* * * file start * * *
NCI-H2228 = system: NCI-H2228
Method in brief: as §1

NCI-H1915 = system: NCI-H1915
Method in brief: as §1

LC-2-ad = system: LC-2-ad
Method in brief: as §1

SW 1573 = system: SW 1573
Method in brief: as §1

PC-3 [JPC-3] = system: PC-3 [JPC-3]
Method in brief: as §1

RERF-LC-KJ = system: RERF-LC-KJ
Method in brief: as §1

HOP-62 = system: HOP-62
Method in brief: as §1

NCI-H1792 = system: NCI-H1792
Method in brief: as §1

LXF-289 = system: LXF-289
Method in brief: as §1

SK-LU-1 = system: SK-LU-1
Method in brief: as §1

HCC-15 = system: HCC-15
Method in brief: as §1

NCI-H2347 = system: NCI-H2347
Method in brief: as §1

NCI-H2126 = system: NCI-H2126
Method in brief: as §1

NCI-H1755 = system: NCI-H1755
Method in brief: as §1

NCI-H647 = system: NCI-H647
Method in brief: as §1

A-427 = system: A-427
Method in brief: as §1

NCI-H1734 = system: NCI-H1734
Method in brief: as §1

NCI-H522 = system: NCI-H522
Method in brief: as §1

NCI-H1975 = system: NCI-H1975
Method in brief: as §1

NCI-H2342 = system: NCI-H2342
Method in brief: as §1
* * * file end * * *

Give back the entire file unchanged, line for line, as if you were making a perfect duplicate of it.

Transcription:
NCI-H2228 = system: NCI-H2228
Method in brief: as §1

NCI-H1915 = system: NCI-H1915
Method in brief: as §1

LC-2-ad = system: LC-2-ad
Method in brief: as §1

SW 1573 = system: SW 1573
Method in brief: as §1

PC-3 [JPC-3] = system: PC-3 [JPC-3]
Method in brief: as §1

RERF-LC-KJ = system: RERF-LC-KJ
Method in brief: as §1

HOP-62 = system: HOP-62
Method in brief: as §1

NCI-H1792 = system: NCI-H1792
Method in brief: as §1

LXF-289 = system: LXF-289
Method in brief: as §1

SK-LU-1 = system: SK-LU-1
Method in brief: as §1

HCC-15 = system: HCC-15
Method in brief: as §1

NCI-H2347 = system: NCI-H2347
Method in brief: as §1

NCI-H2126 = system: NCI-H2126
Method in brief: as §1

NCI-H1755 = system: NCI-H1755
Method in brief: as §1

NCI-H647 = system: NCI-H647
Method in brief: as §1

A-427 = system: A-427
Method in brief: as §1

NCI-H1734 = system: NCI-H1734
Method in brief: as §1

NCI-H522 = system: NCI-H522
Method in brief: as §1

NCI-H1975 = system: NCI-H1975
Method in brief: as §1

NCI-H2342 = system: NCI-H2342
Method in brief: as §1